In a previous blog post, we talked about the dangers of using earbuds to play music at excessive levels. While the article was not specific to Apple’s iPods, it did reference the iPod manual’s warning that hearing loss can occur at high volume.
Imagine our surprise when we heard of a lawsuit filed in the U.S. District Court in San Jose, CA, on behalf of John Kiel Patterson of Louisiana. According to an Associated Press article:
The lawsuit states:
– The devices can produce sounds of more than 115 decibels, a volume that can damage the hearing of a person exposed to the sound for more than 28 seconds per day.
– The iPod players are “inherently defective in design and are not sufficiently adorned with adequate warnings regarding the likelihood of hearing loss.
– Patterson wants the lawsuit certified as a class-action, and seeks compensation for unspecified damages and upgrades that will make iPods safer.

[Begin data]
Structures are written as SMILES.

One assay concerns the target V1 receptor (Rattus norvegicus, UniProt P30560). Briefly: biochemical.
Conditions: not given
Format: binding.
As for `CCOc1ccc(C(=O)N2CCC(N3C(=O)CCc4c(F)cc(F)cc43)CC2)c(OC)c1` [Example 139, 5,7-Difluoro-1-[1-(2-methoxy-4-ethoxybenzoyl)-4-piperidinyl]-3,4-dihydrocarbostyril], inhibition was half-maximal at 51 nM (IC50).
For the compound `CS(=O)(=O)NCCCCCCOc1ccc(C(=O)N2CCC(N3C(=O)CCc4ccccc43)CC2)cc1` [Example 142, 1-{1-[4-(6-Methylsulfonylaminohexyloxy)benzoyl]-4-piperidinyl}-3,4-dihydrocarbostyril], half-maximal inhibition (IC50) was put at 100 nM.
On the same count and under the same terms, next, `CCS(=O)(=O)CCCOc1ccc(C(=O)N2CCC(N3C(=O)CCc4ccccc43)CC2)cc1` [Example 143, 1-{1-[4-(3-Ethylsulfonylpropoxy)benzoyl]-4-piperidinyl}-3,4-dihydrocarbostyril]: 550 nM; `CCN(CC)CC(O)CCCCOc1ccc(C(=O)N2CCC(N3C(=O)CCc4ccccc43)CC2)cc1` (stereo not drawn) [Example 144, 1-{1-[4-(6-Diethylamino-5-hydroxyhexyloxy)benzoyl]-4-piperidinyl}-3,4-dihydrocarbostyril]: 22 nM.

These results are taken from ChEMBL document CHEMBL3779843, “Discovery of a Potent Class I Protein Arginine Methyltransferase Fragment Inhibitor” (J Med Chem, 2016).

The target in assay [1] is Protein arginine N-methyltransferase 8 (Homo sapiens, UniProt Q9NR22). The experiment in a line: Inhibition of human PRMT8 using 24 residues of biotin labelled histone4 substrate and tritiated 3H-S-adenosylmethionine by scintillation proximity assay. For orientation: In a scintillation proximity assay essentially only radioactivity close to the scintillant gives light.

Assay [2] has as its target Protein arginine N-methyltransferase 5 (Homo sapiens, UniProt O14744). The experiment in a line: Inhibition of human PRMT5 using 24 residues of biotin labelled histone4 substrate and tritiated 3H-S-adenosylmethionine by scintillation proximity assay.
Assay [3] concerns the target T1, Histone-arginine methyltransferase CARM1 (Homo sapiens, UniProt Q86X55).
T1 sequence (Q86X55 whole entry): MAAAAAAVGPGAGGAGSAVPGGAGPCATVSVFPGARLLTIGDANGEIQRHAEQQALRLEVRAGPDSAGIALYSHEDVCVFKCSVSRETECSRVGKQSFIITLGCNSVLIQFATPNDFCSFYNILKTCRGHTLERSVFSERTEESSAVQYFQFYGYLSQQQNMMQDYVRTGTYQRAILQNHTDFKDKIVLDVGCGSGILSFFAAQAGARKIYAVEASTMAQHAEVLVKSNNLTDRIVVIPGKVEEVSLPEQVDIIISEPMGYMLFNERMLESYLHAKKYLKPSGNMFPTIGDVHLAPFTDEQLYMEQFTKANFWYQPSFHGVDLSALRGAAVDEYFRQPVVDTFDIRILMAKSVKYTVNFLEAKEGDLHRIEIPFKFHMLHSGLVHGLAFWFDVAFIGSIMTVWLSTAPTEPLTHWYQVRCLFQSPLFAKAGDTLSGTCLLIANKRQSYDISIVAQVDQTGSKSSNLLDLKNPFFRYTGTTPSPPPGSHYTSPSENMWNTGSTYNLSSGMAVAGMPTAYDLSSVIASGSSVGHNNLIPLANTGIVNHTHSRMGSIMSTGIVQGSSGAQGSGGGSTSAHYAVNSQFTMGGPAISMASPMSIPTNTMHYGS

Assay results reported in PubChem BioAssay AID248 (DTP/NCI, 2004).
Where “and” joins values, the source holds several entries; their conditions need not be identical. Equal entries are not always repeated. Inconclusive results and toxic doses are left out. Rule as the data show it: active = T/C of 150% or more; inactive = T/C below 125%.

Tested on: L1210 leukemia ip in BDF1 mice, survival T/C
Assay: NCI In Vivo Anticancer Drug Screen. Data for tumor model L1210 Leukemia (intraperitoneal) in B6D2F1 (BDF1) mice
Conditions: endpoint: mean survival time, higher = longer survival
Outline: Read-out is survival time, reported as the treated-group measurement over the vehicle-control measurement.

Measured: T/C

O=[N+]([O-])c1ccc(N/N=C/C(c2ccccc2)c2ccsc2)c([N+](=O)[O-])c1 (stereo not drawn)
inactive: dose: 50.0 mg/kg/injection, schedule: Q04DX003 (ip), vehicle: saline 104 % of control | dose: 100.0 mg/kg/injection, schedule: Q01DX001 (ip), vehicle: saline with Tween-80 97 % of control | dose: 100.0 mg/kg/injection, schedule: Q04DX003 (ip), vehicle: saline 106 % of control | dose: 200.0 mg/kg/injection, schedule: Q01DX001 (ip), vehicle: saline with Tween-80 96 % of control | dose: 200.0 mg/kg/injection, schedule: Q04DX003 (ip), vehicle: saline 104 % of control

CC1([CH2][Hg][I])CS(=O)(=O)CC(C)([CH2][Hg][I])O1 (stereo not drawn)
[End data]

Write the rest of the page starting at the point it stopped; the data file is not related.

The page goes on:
– Apple was forced to pull the iPod from store shelves in France and upgrade software on the device to limit sound to 100 decibels, but has not followed suit in the United States.
– The headphones commonly referred to as ear buds, which ship with the iPod, also contribute to noise induced hearing loss because they do not dilute the sound entering the ear and are closer to the ear canal than other sound sources.
An Apple Computer Inc. spokeswoman, Kristin Huguet, declined to comment.
The article continues to state that although the iPod is more popular than other types of portable music players, its ability to cause noise-induced hearing isn’t any higher, experts said. “We have numerous products in the marketplace that have the potential to damage hearing,” said Deanna Meinke, an audiology professor at the University of Northern Colorado. “The risk is there but the risk lies with the user and where they set the volume.”
While we won’t know the outcome of the lawsuit for several months, if not years, remember you heard it hear first – turn down those players when using earbuds!
-Update: The lawsuit was dismissed in 2008, ruling that the plaintiffs did not provide evidence that the iPods were defective or that they had been harmed by the portable music players.